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    Re: Why I didn't like Avatar

    Postby A Thing of Eternity » 12 Jul 2010 15:15

    For the record I'm not even remotely an expert on the subject, but the arguments put forth are extremely convincing and really just make sense from an evolutionary point of view.

    Having a negative emotional response to having hurt someone else is very good for one's own survival (obviously can go too far and come out the other end being a problem of course).
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    Re: Why I didn't like Avatar

    Postby SandChigger » 12 Jul 2010 20:43

    TheDukester wrote:(Never saw Titanic, either. I'm awesome like that)

    I used to be awesome like that. For years. But then, a couple of years ago, in a moment of weakness I watched the last half hour or so, the part where the ship is going down. DiCaprio dies! :dance: And Kathy Bates survives! :clap:

    But I still haven't watched that PoS Life is Beautiful. :hand:

    Mandy wrote:I enjoyed it while I was watching it. I went to a fancy theater, sat in the balcony in a big cushy chair.. the visuals of the film were awesome. Then, afterwords, I had fun tearing the movie down for all the silly things.

    :clap: Exactly! The Avatar page on Facebook was a riot in the day. Kinda dead now. :D (That's actually where Kensai & I got acquainted, IIRC.)

    And Aquatar, the sequel, promises to be even more rippable. GOOD times! :dance:
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    Re: Why I didn't like Avatar

    Postby Robspierre » 12 Jul 2010 20:47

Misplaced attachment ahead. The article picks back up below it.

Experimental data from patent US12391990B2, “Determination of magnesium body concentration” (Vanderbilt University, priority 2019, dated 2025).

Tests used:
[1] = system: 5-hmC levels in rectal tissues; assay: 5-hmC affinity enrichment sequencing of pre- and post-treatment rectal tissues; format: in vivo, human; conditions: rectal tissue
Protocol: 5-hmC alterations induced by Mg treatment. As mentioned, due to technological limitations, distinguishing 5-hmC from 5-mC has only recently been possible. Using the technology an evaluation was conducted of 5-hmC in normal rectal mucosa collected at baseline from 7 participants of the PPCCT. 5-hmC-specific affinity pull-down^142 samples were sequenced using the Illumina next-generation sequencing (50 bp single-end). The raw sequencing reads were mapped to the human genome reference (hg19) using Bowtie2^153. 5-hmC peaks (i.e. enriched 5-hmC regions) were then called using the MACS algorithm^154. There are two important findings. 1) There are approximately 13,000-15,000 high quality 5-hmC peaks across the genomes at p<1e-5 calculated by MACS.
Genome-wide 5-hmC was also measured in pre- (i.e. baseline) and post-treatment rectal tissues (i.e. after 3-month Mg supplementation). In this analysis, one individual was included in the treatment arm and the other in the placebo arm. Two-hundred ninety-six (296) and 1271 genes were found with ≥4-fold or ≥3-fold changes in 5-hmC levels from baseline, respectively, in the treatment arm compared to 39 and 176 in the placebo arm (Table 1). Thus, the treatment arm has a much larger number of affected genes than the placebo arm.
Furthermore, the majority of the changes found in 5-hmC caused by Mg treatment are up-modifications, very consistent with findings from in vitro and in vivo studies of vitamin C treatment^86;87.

TheDukester wrote:Haven't see it; doubt I will. Interest level hovering near zero.

    (Never saw Titanic, either. I'm awesome like that)



    Just watch the bit with Kate Winslet's bits and the sinking, those were fun :D

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    Re: Why I didn't like Avatar

    Postby TheDukester » 12 Jul 2010 21:31

    Oh, hell, the boat sinks?!?!

    Spoilers, bro!
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    Re: Why I didn't like Avatar

    Postby Robspierre » 13 Jul 2010 00:21

    I guess I shouldn't tell you that Darth Vader is Luke's father then.


    OOPS! :oops:

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    Re: Why I didn't like Avatar

    Postby Aquila ka-Hecate » 13 Jul 2010 00:34

    I'm a Primitvist and I never use shitty concepts like 'Noble Savage'. What a crock.

    Also, I didn't see Avatar. I'm even awesomer than Dukester and Chig, in that I never watch any bloody Hollywood crap at all.

    Well, almost never... :mrgreen:
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    Re: Why I didn't like Avatar

    Postby SandChigger » 13 Jul 2010 08:08

    Ever watch any of Charlie Jade? :)
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    Re: Why I didn't like Avatar

    Postby Aquila ka-Hecate » 13 Jul 2010 08:57

    SandChigger wrote:Ever watch any of Charlie Jade? :)


    Eh? I had to Google that.

    Looks like telly to me - I see even less telly than I do flicks.

    What's interesting though is that I've never even heard anyone here talking about it -it wouldn't surprise me if SABC hadn't bought the series. :roll: